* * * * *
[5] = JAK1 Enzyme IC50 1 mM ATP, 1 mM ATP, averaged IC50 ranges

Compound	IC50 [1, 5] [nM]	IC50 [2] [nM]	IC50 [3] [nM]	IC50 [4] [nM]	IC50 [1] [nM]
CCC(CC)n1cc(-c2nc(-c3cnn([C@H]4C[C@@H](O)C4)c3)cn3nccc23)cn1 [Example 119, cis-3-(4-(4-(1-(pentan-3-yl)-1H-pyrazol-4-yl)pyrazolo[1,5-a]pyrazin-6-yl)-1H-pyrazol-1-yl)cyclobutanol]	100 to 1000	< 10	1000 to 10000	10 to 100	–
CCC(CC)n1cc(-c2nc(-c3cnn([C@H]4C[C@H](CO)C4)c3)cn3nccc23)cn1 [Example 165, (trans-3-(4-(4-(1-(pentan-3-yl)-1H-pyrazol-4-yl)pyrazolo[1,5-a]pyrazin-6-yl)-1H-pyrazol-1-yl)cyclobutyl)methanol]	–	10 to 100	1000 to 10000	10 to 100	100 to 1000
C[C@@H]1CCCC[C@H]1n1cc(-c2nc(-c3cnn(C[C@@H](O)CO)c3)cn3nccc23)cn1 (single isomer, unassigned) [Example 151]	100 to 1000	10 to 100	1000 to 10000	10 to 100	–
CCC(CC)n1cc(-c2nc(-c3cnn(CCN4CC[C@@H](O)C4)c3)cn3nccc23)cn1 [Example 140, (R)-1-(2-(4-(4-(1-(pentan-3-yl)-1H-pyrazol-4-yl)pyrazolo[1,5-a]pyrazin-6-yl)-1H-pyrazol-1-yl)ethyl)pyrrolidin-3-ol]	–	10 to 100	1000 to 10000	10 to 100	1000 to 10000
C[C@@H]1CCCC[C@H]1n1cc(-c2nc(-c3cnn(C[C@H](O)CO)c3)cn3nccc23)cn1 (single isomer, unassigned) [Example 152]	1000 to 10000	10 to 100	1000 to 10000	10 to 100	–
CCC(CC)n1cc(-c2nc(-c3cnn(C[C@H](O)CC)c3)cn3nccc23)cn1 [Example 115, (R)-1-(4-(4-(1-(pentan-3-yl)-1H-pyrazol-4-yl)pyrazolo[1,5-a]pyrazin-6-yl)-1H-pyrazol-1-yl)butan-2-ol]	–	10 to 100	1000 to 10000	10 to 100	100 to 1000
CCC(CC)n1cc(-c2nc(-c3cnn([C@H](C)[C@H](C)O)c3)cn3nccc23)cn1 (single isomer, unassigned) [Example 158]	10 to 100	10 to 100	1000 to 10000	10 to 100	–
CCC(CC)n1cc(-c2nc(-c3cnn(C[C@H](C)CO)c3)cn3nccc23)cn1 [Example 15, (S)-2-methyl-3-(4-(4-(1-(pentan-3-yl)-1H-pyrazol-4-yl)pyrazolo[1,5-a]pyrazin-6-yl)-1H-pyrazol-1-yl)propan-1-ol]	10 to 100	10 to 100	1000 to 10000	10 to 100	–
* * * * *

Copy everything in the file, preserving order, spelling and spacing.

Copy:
[5] = JAK1 Enzyme IC50 1 mM ATP, 1 mM ATP, averaged IC50 ranges

Compound	IC50 [1, 5] [nM]	IC50 [2] [nM]	IC50 [3] [nM]	IC50 [4] [nM]	IC50 [1] [nM]
CCC(CC)n1cc(-c2nc(-c3cnn([C@H]4C[C@@H](O)C4)c3)cn3nccc23)cn1 [Example 119, cis-3-(4-(4-(1-(pentan-3-yl)-1H-pyrazol-4-yl)pyrazolo[1,5-a]pyrazin-6-yl)-1H-pyrazol-1-yl)cyclobutanol]	100 to 1000	< 10	1000 to 10000	10 to 100	–
CCC(CC)n1cc(-c2nc(-c3cnn([C@H]4C[C@H](CO)C4)c3)cn3nccc23)cn1 [Example 165, (trans-3-(4-(4-(1-(pentan-3-yl)-1H-pyrazol-4-yl)pyrazolo[1,5-a]pyrazin-6-yl)-1H-pyrazol-1-yl)cyclobutyl)methanol]	–	10 to 100	1000 to 10000	10 to 100	100 to 1000
C[C@@H]1CCCC[C@H]1n1cc(-c2nc(-c3cnn(C[C@@H](O)CO)c3)cn3nccc23)cn1 (single isomer, unassigned) [Example 151]	100 to 1000	10 to 100	1000 to 10000	10 to 100	–
CCC(CC)n1cc(-c2nc(-c3cnn(CCN4CC[C@@H](O)C4)c3)cn3nccc23)cn1 [Example 140, (R)-1-(2-(4-(4-(1-(pentan-3-yl)-1H-pyrazol-4-yl)pyrazolo[1,5-a]pyrazin-6-yl)-1H-pyrazol-1-yl)ethyl)pyrrolidin-3-ol]	–	10 to 100	1000 to 10000	10 to 100	1000 to 10000
C[C@@H]1CCCC[C@H]1n1cc(-c2nc(-c3cnn(C[C@H](O)CO)c3)cn3nccc23)cn1 (single isomer, unassigned) [Example 152]	1000 to 10000	10 to 100	1000 to 10000	10 to 100	–
CCC(CC)n1cc(-c2nc(-c3cnn(C[C@H](O)CC)c3)cn3nccc23)cn1 [Example 115, (R)-1-(4-(4-(1-(pentan-3-yl)-1H-pyrazol-4-yl)pyrazolo[1,5-a]pyrazin-6-yl)-1H-pyrazol-1-yl)butan-2-ol]	–	10 to 100	1000 to 10000	10 to 100	100 to 1000
CCC(CC)n1cc(-c2nc(-c3cnn([C@H](C)[C@H](C)O)c3)cn3nccc23)cn1 (single isomer, unassigned) [Example 158]	10 to 100	10 to 100	1000 to 10000	10 to 100	–
CCC(CC)n1cc(-c2nc(-c3cnn(C[C@H](C)CO)c3)cn3nccc23)cn1 [Example 15, (S)-2-methyl-3-(4-(4-(1-(pentan-3-yl)-1H-pyrazol-4-yl)pyrazolo[1,5-a]pyrazin-6-yl)-1H-pyrazol-1-yl)propan-1-ol]	10 to 100	10 to 100	1000 to 10000	10 to 100	–